It seemed things were going to break right late Sunday. That Northern Illinois qualified for a BCS Bowl meant that Oklahoma wasn’t going. That meant the Big XII pecking order would potentially drop WVU past the Holiday Bowl and within reach of the Pinstripe Bowl. That would allow the Pinstripe Bowl to also reach for Pitt. Something that seemed like a sure bet. A sure sell out and some actual buzz about the bowl. But it isn’t like Pitt was the only one pushing and working the phones. And unlike Pitt, other schools would actually get help from their conferences.
The Big XII was working things hard — and holding out hope for Oklahoma to a BCS bowl. That meant the Pinstripe couldn’t be sure it would get the Hoopies before making the decision on the Big East team. So they took the sure thing with regards to ticket sales.
Pederson said there was talk about reviving the Backyard Brawl between Pitt and West Virginia in the Pinstripe Bowl at Yankee Stadium, but bowl officials opted for in-state Syracuse against the Mountaineers.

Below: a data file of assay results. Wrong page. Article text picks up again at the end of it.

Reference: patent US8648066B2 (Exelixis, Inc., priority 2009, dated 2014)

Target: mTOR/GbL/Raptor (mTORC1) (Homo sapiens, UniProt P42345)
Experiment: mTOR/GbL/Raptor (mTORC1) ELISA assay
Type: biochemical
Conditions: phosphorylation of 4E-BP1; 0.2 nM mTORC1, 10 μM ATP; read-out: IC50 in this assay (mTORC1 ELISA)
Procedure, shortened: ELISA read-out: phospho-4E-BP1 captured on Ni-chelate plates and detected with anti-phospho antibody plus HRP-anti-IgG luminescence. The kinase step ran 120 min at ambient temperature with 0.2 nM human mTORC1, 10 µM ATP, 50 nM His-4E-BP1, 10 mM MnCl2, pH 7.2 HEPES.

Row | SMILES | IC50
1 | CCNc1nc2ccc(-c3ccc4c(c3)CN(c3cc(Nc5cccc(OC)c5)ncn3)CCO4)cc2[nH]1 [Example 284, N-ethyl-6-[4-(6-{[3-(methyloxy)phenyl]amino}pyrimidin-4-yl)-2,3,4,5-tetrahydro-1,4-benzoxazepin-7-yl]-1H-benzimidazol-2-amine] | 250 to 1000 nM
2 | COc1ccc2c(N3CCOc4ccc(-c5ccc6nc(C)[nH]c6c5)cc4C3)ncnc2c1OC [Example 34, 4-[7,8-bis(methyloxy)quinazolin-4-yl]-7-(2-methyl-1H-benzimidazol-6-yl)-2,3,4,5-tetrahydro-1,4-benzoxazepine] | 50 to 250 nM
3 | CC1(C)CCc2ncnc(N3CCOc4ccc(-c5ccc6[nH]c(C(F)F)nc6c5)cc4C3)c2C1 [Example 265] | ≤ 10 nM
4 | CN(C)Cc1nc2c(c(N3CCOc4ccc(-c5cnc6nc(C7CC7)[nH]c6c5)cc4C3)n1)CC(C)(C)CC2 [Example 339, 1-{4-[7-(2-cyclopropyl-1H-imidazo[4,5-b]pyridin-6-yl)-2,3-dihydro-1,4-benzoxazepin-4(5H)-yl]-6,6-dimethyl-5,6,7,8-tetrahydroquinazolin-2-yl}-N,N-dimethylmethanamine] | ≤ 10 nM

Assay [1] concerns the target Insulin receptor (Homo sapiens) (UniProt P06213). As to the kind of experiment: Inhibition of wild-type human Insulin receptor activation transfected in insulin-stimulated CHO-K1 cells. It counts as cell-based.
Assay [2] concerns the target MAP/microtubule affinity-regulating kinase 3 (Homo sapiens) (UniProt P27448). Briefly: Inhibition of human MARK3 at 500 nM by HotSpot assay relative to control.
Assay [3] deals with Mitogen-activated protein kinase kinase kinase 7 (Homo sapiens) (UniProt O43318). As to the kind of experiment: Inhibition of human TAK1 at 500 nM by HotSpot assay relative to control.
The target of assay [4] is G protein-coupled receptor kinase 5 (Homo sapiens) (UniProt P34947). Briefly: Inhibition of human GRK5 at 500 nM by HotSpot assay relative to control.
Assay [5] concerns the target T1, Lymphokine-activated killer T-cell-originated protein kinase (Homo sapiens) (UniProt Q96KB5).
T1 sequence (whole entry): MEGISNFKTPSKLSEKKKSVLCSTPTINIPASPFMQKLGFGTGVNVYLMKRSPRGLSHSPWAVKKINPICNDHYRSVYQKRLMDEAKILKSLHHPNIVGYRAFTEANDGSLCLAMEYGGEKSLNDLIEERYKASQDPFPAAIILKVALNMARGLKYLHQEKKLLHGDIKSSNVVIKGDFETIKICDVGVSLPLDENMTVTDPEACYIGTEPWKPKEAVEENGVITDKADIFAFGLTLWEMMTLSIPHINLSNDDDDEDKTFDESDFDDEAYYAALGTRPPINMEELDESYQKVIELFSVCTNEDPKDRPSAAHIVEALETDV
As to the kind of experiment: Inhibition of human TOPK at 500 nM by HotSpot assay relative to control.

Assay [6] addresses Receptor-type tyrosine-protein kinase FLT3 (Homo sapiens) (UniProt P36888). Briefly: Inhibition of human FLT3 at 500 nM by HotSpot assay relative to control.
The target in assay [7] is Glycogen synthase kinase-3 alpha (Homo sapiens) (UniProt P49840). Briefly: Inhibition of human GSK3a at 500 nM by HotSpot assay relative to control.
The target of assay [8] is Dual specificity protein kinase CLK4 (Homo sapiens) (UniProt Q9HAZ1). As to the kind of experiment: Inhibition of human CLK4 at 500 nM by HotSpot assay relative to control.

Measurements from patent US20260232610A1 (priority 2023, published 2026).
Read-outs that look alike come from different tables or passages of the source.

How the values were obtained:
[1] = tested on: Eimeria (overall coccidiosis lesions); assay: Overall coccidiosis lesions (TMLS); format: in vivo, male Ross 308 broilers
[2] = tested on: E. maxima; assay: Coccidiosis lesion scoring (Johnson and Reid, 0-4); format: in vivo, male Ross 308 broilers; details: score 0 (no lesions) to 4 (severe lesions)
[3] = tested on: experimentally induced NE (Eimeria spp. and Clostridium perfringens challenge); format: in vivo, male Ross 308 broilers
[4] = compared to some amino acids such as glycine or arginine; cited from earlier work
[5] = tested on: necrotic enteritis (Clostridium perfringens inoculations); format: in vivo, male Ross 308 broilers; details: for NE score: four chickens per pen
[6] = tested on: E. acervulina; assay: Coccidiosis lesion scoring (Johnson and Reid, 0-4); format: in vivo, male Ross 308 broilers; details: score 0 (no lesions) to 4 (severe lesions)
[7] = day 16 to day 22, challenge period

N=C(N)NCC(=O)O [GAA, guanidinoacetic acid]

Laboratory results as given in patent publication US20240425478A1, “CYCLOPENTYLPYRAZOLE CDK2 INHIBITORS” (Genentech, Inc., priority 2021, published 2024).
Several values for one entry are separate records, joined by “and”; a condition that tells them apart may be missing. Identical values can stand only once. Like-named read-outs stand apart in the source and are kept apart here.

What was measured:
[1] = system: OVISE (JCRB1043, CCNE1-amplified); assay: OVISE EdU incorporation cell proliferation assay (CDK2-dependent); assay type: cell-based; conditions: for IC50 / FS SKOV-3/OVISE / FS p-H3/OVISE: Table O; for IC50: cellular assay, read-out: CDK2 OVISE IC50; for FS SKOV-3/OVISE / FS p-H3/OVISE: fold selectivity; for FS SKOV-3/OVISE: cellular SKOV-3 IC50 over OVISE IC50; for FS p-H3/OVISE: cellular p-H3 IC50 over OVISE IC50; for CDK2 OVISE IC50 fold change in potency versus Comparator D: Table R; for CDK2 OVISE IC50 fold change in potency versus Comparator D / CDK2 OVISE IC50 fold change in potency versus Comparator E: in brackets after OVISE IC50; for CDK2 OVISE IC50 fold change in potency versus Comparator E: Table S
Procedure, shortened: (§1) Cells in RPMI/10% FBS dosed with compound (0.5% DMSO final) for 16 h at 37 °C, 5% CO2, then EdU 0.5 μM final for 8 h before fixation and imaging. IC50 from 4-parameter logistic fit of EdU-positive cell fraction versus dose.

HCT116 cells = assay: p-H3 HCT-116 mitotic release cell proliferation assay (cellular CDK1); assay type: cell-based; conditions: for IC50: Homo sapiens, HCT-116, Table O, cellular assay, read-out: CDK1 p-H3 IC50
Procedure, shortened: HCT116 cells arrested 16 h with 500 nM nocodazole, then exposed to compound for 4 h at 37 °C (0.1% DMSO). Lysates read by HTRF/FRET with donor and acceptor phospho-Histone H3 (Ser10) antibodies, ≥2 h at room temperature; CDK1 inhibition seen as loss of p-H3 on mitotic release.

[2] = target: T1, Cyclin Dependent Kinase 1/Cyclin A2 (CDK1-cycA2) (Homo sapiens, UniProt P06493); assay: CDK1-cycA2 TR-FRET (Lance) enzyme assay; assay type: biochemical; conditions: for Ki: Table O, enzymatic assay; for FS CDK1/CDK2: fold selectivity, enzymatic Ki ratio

The Orange shared first place in the Big East with Louisville, Rutgers and Cincinnati, finishing ahead of fifth-place Pitt. Syracuse also defeated Pitt, 14-13.
“The Pinstripe Bowl felt like they had to move quickly (Sunday), and at that point, they weren’t sure who the other side of the game was going to be,” Pederson said.
“They weren’t 100 percent sure they were going to have West Virginia. They decided to go with Syracuse, which is in their home state. They were good about it.”
The conspiracist in me can’t help but irresponsibly speculate that neither Pitt or WVU pushed too hard for a Big Apple Brawl to actually become reality. With the Backyard Brawl on hiatus for a while, neither would want to really remind/annoy their fanbases about the fact that this rivalry game is dead.